MongoDB names relational database veteran as new CTO

Mark Porter, a veteran of AWS and Oracle, replaces Eliot Horowitz as MongoDB’s CTO. Could he take the document database maker in a new direction?
Written by Tony Baer (dbInsight), Contributor

Mark Porter

MongoDB is replacing its founding chief technology officer with a veteran who has come straight from the relational database world. Mark Porter, most recently CTO of Singapore-based Grab, a ride-sharing and digital payments platform, joins the C suite at MongoDB after being appointed to its board back in February. He replaces founding CTO Eliot Horowitz, who was very much responsible for MongoDB's JSON document database orientation. Porter will take over as CTO on July 20.

The announcement wasn't much of a surprise. MongoDB announced Horowitz's stepping down as part of its Q4 earnings announcement last March, giving July 10 as the date that he would transition into a technical advisory role.

Porter is a longtime database veteran, having spent over a decade in director roles at Oracle in server development, and nearly four years as general manager of Amazon's RDS business (which included the Aurora database) in a stint that lasted up to 2018.

In a blog post published this morning, Porter spoke of a goal to simplify the database experience, having boasted of speeding the release process for new Oracle versions from a week-long manual ordeal to a more automated process taking 20 hours. In a confessional tone, this SQL veteran admitted that "while SQL might look pretty in an editor, from a programming point of view, it's close to the hardest way to query information you could think of," referring to the inflexible data models.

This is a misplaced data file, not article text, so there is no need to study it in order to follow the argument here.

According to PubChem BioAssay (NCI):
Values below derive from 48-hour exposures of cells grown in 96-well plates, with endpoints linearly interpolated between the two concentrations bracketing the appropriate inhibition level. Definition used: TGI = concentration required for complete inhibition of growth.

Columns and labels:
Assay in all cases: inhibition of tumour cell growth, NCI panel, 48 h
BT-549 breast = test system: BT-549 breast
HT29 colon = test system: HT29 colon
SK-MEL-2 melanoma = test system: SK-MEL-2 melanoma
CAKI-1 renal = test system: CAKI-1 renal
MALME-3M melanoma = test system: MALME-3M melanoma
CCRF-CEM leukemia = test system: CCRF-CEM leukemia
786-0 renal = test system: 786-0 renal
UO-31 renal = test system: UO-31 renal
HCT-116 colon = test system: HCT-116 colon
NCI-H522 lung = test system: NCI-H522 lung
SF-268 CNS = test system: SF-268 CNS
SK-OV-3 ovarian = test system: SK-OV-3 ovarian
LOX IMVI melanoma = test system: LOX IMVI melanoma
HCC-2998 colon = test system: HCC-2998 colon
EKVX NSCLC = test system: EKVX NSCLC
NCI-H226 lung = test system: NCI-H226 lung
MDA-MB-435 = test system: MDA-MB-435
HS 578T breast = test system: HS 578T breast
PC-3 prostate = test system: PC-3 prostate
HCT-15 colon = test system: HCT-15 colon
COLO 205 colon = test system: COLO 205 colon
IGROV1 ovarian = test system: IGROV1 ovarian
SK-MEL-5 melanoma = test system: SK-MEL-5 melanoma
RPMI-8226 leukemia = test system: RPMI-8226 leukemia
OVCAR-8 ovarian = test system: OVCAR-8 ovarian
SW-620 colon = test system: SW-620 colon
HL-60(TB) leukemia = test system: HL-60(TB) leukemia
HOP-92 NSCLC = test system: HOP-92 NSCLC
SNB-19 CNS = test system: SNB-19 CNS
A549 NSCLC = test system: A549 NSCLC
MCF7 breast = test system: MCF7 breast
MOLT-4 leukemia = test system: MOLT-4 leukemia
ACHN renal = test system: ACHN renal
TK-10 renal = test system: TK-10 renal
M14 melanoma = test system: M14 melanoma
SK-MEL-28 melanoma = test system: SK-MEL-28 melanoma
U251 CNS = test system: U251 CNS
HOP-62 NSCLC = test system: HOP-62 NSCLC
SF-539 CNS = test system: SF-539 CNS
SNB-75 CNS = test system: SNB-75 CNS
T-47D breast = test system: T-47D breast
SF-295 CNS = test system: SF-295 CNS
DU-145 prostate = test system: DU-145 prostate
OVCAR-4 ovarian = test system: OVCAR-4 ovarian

That's much of what motivated founding CTO Eliot Horowitz to embrace the document model. He wrote the code base and led product engineering. MongoDB capitalized on the broad knowledge of JavaScript and its data format, JavaScript Object notation (JSON) to build a database that grew very popular with developers, courtesy of its easy to use tooling.

In our conversations, Horowitz always communicated a strong belief that the document model was the most natural way to represent data and was never a big fan of SQL. Significantly, while rival platforms such as Couchbase and Cassandra incorporated some SQL-like constructs in their query languages, that was not the case for MongoDB's query language. The company only developed a BI Connector after customers called for the ability to generate visualizations on popular tools such as Tableau. But even with the BI Connector, MongoDB has continued to tread its own path with MongoDB Charts on the rationale that eliminating the need to force-fit document data into relational tables preserves its richness, especially with the hierarchical and nested schemas inherent in JSON.

As noted, MongoDB grew popular because it connected well with a large skills base: JavaScript developers. While Porter is certainly swallowing the Kool-Aid with praise of the more flexible document model, we wonder if he'll build stronger bridges to the huge SQL DBA space under his watch

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